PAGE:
The snorkel allows a surface swimmer to observe the underwater world through the face mask without being disturbed by inhaling. The effect of a snorkel on breathing resistance and cost is widely held to be substantial. This study aims to model these parameters and to measure indirectly the actual increases. Further, resistances of differing designs and dimensions were assessed and recommendations were made concerning use and choice. Maximal voluntary ventilation in 12 seconds (MVV12) was measured in 19 volunteers seated on dry land with and without a classic J-type snorkel (inner diameter 20.5 mm). The extra and total resistances and costs were calculated using the MVV12 data and using estimated airways resistance extrapolated from subject's demography and spirometric literature data. MVV12 measurements with snorkel showed a minute volume of 152 ±38 L∙min-1, 6.0 ±3.7% lower than without snorkel (p = 7.0x10-6). The theoretical MVV12, calculated from snorkel and airways resistances, decreased by 3.2%. Experimental total breathing resistance (457±83 Pa∙s∙L-1) was 6.5 ± 3.2% higher than without snorkel (p = 2.6x10-7), but the total mechanical breathing cost was unaffected by the snorkel (13.58 Watts with; 13.64 Watts without). Divers' estimations of resistance increase were exaggerated (8.8% at rest, 23% swimming). Classical J-type snorkels with an inner diameter ≥19.5 mm add 3-16% resistance . There is no risk of hypercapnia. Scuba divers are recommended to use their snorkel to breathe more comfortably on the surface. It is recommended the snorkel be made a mandatory safety accessory. The best multipurpose snorkel (19-21 mm) has no top appendages and no water release valve.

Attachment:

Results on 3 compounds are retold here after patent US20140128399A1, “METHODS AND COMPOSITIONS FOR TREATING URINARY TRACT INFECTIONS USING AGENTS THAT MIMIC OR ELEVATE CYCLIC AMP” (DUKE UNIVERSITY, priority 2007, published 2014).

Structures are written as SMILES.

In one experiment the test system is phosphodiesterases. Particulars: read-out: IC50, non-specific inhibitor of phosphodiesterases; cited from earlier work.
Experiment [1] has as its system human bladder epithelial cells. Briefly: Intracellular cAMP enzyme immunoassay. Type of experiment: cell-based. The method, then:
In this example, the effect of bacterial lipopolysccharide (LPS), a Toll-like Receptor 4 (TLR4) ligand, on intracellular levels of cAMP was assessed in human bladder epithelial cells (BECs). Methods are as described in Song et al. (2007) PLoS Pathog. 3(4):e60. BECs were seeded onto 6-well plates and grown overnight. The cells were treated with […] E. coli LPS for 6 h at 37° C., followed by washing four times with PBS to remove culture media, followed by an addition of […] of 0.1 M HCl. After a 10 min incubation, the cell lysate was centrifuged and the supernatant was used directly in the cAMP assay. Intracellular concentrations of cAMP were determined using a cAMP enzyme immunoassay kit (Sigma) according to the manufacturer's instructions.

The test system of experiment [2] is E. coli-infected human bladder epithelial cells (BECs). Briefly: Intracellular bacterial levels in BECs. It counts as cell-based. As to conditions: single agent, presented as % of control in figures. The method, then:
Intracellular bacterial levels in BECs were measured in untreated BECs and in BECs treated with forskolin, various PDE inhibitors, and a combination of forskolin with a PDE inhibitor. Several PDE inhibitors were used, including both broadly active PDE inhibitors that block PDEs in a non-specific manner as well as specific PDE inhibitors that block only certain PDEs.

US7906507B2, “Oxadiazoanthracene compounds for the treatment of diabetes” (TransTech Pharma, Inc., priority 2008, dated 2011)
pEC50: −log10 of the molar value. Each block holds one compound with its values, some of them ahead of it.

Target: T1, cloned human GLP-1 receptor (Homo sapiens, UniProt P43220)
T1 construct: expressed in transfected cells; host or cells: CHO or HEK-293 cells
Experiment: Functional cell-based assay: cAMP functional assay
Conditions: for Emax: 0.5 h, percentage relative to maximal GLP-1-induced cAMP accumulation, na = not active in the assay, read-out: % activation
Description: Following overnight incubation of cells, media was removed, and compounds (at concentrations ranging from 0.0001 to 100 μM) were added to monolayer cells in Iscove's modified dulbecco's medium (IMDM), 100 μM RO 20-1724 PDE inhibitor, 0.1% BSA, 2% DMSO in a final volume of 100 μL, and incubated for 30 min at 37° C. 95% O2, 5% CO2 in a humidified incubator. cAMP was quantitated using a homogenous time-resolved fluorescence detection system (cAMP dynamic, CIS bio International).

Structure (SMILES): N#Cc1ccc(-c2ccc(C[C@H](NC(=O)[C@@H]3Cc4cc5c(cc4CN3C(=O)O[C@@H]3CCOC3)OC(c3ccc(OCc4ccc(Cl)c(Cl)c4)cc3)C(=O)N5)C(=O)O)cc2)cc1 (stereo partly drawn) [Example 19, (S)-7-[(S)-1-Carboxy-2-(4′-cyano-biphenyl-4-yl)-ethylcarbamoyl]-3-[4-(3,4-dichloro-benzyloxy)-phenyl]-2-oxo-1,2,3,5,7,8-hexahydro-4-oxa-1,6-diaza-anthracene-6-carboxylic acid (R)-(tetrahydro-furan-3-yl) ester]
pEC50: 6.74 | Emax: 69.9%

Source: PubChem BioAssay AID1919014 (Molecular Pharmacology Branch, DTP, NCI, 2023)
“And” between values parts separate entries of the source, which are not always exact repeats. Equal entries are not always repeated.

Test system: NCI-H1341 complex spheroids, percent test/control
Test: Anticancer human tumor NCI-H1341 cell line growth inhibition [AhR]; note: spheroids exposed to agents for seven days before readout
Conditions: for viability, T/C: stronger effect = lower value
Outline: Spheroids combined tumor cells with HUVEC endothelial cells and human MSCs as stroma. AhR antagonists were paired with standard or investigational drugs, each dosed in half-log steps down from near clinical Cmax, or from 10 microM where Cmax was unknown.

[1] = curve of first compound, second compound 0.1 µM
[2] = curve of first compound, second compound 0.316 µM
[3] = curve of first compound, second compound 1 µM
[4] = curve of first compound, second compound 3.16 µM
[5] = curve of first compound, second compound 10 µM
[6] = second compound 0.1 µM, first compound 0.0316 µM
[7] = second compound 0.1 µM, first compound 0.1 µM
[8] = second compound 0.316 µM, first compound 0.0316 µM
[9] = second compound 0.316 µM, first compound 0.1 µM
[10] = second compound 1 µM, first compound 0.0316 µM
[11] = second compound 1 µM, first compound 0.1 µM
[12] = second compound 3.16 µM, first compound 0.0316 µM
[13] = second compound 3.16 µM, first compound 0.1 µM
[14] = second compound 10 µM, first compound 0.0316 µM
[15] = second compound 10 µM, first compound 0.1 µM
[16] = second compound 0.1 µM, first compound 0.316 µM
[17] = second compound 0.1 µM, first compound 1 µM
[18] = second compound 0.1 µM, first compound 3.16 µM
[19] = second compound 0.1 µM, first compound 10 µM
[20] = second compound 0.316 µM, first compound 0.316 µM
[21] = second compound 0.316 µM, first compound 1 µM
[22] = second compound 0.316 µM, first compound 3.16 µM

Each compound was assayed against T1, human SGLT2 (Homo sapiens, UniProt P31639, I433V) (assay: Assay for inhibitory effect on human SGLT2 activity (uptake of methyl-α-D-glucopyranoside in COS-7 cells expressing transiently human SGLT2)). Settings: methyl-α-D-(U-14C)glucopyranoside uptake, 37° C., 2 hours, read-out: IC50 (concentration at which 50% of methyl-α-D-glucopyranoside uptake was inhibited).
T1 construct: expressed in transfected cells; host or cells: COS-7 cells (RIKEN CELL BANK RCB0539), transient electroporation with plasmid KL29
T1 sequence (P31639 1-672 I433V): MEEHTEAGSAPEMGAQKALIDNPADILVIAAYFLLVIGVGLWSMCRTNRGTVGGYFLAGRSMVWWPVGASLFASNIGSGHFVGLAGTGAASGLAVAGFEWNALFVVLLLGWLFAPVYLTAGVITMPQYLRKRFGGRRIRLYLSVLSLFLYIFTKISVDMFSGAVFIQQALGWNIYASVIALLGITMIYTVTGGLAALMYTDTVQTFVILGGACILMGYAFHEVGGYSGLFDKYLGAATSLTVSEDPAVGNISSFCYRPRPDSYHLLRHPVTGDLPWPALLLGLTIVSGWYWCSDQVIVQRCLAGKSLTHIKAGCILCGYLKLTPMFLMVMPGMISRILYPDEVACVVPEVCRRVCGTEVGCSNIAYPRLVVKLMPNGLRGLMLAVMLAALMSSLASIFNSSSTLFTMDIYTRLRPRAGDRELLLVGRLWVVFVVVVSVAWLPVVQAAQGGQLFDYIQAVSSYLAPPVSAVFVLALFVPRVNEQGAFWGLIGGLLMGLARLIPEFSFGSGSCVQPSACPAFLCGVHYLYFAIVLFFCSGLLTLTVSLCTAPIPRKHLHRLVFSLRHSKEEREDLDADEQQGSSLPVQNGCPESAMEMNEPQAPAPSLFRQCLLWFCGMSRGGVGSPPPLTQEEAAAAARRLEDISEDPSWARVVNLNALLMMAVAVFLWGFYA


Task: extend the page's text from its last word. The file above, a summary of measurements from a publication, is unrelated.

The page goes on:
|Number of pages||8|
|Journal||Undersea & hyperbaric medicine : journal of the Undersea and Hyperbaric Medical Society, Inc|
|Publication status||Published - 1 Jan 2021|